4-Step Computer Security Upgrade
Learn to encrypt your files, secure your computer when using public Wi-Fi, enable two-factor authentication, and use good passwords.
One of the most daunting tasks I encountered when setting up my law practice (other than getting clients) was figuring out how to accept credit cards and pay for all the equipment, services, and fees. Running a new solo practice already provides a pretty slim profit margin, and the idea of finding the capital to buy the equipment and pay the monthly service fees and percentages seemed unlikely at best.
Which is why I was so excited when I read about a new credit card system called Square.
Square provides a free credit card reader to use with any mobile device that uses Android or iOS. After you have successfully signed up for an account and downloaded the software to your phone or iPad, Square processes your request and sends out the credit card reader (which is quite small and plugs in via the headphone jack). Once my reader shipped it arrived in about 3 days, but the processing period took weeks.
Square undercuts the competition for credit card processing as well. No merchant account is required, there are no monthly fees, there is no contract, and the percentage of the charge is far lower than other processors. With the card, the fee is only 2.75% + $0.15 per transaction.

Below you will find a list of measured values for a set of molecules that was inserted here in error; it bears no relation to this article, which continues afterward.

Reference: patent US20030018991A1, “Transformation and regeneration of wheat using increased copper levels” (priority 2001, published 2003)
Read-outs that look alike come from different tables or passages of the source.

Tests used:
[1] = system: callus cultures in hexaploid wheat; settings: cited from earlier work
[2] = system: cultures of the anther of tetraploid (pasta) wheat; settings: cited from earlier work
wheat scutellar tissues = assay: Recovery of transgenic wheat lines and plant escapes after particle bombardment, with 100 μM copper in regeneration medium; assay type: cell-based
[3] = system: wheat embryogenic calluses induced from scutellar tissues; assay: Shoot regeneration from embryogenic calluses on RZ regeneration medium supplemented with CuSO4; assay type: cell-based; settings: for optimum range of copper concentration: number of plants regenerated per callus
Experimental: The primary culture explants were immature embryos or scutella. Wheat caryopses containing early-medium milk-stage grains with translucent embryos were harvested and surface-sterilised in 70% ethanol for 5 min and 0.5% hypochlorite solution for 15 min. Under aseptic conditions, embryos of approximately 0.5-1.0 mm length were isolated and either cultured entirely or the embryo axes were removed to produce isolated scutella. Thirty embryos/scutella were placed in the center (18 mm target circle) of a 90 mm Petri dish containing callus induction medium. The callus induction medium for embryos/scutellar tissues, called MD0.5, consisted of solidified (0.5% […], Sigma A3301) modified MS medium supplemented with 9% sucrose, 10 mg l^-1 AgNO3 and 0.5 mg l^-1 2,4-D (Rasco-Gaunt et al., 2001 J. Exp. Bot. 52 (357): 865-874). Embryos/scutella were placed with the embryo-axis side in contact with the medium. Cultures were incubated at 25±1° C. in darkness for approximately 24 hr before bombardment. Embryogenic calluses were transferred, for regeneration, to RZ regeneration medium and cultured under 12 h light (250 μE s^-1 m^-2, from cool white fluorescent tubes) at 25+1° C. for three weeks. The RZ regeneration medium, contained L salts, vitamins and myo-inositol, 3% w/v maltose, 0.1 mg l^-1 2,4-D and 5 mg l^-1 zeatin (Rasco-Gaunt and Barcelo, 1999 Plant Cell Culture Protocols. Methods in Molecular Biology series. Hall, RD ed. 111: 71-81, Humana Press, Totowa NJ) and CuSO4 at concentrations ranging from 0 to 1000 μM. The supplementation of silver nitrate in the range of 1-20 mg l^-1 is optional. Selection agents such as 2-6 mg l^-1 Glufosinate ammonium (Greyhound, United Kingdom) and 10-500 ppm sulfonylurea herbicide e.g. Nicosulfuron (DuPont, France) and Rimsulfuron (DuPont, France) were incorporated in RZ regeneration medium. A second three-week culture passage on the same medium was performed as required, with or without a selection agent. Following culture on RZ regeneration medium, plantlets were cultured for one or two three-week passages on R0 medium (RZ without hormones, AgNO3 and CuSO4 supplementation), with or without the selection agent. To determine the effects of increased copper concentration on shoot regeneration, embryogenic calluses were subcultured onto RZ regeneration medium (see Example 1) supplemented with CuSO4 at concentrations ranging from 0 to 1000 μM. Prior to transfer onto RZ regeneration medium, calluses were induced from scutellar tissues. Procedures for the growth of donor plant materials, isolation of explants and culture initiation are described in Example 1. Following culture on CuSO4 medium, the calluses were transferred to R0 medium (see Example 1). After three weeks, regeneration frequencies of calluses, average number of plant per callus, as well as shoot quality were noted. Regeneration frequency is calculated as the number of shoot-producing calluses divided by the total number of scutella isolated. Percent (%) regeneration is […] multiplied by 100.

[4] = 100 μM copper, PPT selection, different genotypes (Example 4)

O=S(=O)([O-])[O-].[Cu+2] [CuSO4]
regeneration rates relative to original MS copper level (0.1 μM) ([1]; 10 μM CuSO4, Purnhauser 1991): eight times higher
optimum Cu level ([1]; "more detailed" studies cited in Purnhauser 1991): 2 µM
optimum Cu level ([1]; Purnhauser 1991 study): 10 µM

And it’s fast too. I charged $1.00 to myself a few times just to test it out, and within 15 seconds of completion of the the transaction appeared on my account page on Square’s website, and within 60 seconds I had received the email receipt in my inbox. By the following day the money had been sent to my account. Keep in mind, though, that the timing on the receipt of the funds will be determined by the banks, so it still may take a few days for the money to actually appear in your account.
Currently I am only using this for flat fee transactions. There is a potential problem with using this for trust accounts in that it pulls the fee from the transaction rather than from a separate account, meaning that you would technically be misusing client funds every time you accepted a credit card payment for a retainer. I have yet to delve into that situation and see if there is any way to work with Square to set up a separate account that will work for trust accounts. For the time being, I have heard that Law Charge works well for that sort of situation.